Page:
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Using an Azure PublishSettings File From C#

Monday, April 28, 2014

One of the fantastic aspects of cloud computing in general is the capability to automate every step of a process. Hanselman and Brady Gaster have both written about the Windows Azure Management Libraries, see Penny Pinching in the Cloud and Brady’s Announcement for some details.

The management libraries are wrappers around the Azure HTTP API and are a boon for businesses that run products on Azure. Not only do the libraries allow for automation but they also allow you (or rather me, at this very minute) to create custom applications for a business to manage Azure services. Although the Azure portal is full of features, it can be overwhelming to someone who doesn’t work with Azure on a daily basis. An even bigger issue is how there is no concept of roles in the portal. If you want to give someone the ability to shutdown a VM from the portal, you also give them the ability to do anything in the portal, including the ability to accidently delete all services the business holds dear.

A custom portal solves both of the above problems because you can build something tailored to the services and vocabulary the business uses, as well as perform role checks and restrict dangerous activities. The custom portal will need a management certificate to perform activities against the Azure API, and the easiest approach to obtain a management certificate is to download  a publish setting file.

Once you have a publish settings file, you can write some code to parse the information inside and make the data available to higher layer management activities. There are a few libraries out there that can work with publish setting files, but I have some special requirements and want to work with them directly. The contents of a publish settings file look like the following (and note there can be multiple Subscription elements inside).

      Name="Happy Subscription Name"
      ManagementCertificate="...base64 encoded certificate data..." />


Let’s use the following code as an example goal for how my custom publish settings should work. I want to:

  1. Create an object representing the settings by just handing off some text.
  2. Loop through the subscription in a file
  3. Ask each subscription to create credentials I can use to invoke the Azure HTTP API.
var fileContents = File.ReadAllText("odetocode.publishsettings");
var publishSettingsFile = new PublishSettingsFile(fileContents);

foreach (var subscription in publishSettingsFile.Subscriptions)
    Console.WriteLine("Showing compute services for: {0}", subscription.Name);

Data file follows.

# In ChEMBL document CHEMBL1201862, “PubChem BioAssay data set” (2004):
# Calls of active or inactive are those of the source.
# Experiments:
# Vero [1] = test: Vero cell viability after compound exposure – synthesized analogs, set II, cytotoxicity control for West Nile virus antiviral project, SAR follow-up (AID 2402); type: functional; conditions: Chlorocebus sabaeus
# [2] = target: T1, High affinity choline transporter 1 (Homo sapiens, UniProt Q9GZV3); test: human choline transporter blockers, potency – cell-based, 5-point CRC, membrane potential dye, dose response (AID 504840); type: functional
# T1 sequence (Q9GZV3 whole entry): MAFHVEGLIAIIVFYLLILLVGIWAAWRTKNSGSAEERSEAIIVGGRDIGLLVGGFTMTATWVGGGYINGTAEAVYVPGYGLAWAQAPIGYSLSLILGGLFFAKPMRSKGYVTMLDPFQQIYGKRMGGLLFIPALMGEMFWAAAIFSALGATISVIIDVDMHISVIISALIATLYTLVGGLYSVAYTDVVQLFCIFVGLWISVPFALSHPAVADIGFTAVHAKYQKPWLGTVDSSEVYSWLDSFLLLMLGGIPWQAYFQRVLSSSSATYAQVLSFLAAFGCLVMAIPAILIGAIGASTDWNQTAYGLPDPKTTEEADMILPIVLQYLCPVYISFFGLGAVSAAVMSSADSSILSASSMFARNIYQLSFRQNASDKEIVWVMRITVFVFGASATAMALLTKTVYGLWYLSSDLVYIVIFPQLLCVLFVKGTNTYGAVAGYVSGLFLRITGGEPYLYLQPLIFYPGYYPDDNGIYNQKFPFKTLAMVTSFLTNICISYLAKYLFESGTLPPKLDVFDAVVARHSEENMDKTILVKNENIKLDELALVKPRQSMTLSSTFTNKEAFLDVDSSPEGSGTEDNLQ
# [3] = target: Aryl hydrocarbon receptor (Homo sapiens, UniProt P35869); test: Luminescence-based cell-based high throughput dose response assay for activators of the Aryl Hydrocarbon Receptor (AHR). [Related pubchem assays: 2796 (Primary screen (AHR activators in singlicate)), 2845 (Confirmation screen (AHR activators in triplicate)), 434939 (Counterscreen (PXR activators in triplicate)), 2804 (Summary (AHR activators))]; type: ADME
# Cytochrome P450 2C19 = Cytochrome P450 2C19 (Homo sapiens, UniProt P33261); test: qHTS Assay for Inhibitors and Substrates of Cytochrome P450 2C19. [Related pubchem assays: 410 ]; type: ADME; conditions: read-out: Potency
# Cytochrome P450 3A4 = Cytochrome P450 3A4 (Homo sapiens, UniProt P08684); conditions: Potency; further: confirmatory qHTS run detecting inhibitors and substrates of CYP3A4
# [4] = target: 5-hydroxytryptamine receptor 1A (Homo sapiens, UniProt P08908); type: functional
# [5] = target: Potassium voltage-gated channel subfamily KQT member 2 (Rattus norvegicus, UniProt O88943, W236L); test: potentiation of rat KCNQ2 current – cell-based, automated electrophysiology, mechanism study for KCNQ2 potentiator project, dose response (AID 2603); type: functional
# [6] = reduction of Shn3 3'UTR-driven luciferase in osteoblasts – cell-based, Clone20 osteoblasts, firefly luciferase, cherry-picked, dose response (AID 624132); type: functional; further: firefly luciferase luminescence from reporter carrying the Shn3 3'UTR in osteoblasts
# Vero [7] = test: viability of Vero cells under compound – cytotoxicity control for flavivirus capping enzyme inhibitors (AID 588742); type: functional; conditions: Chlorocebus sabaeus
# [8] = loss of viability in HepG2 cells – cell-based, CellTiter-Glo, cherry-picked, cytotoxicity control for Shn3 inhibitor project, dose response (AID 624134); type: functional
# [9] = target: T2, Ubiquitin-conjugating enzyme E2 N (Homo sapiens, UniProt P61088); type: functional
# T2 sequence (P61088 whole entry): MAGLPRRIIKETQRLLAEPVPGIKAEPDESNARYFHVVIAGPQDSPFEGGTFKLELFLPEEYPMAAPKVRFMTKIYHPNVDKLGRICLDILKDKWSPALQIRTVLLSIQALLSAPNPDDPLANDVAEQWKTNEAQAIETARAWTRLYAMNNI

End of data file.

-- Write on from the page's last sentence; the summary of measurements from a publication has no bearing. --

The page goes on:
var credentials = subscription.GetCredentials();
    using (var client = new ComputeManagementClient(credentials, subscription.ServiceUrl))
        var services = client.HostedServices.List();
        foreach (var service in services)
            Console.WriteLine("\t{0}", service.ServiceName);

It is the PublishSettingsFile class that parses the XML and creates PublishSetting objects. I’ve removed some error handling from the class so it doesn’t appear too intimidating.

public class PublishSettingsFile
    public PublishSettingsFile(string fileContents)
        var document = XDocument.Parse(fileContents);

        _subscriptions = document.Descendants("Subscription")

    private PublishSettings ToPublishSettings(XElement element)
        var settings = new PublishSettings();
        settings.Id = Get(element, "Id");
        settings.Name = Get(element, "Name");
        settings.ServiceUrl = GetUri(element, "ServiceManagementUrl");
        settings.Certificate = GetCertificate(element, "ManagementCertificate");
        return settings;

    private string Get(XElement element, string name)
        return (string) element.Attribute(name);

    private Uri GetUri(XElement element, string name)
        return new Uri(Get(element, name));

    private X509Certificate2 GetCertificate(XElement element, string name)
        var encodedData = Get(element, name);
        var certificateAsBytes = Convert.FromBase64String(encodedData);
        return new X509Certificate2(certificateAsBytes);

    public IEnumerable<PublishSettings> Subscriptions
            return _subscriptions;

    private readonly IList<PublishSettings> _subscriptions;

The PublishSettings class itself is relatively simple. It mostly holds data, but can also create the credentials object needed to communicate with Azure.

public class PublishSettings
    public string Id { get; set; }
    public string Name { get; set; }
    public Uri ServiceUrl  { get; set; }
    public X509Certificate2 Certificate { get; set; }

    public SubscriptionCloudCredentials GetCredentials()
        return new CertificateCloudCredentials(Id, Certificate);


In the future I’ll try to write more about the custom portal I’m building with ASP.NET MVC, WebAPI, and AngularJS. It has some interesting capabilities.